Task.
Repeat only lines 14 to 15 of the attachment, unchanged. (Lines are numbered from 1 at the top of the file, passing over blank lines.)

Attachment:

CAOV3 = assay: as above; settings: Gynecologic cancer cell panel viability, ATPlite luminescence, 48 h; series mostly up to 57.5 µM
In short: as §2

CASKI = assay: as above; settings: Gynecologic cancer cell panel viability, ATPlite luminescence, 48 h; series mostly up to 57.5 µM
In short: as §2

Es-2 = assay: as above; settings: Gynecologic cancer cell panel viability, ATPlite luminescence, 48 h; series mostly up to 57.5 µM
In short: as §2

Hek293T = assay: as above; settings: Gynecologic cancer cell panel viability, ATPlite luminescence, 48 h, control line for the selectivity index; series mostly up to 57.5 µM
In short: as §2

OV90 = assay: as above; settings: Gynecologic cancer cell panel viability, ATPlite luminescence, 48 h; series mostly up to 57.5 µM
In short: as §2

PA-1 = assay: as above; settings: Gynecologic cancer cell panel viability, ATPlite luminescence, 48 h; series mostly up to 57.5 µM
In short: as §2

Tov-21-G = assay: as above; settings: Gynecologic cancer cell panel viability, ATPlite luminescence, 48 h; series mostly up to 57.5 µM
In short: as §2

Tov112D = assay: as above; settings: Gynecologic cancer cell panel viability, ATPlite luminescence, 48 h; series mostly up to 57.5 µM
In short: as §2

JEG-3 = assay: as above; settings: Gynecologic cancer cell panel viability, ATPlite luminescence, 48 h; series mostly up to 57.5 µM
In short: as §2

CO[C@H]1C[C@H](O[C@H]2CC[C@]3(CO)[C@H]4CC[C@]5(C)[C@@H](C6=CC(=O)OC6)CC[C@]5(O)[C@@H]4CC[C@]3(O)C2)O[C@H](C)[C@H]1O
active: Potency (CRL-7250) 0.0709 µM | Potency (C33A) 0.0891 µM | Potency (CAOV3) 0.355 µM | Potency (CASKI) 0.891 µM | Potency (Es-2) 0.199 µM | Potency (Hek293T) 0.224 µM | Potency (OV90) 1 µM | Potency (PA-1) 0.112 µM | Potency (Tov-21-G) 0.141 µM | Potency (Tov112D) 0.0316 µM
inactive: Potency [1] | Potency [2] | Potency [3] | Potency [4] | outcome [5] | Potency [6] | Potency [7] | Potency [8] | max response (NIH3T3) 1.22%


In short: as §2

Tov112D = assay: as above; settings: Gynecologic cancer cell panel viability, ATPlite luminescence, 48 h; series mostly up to 57.5 µM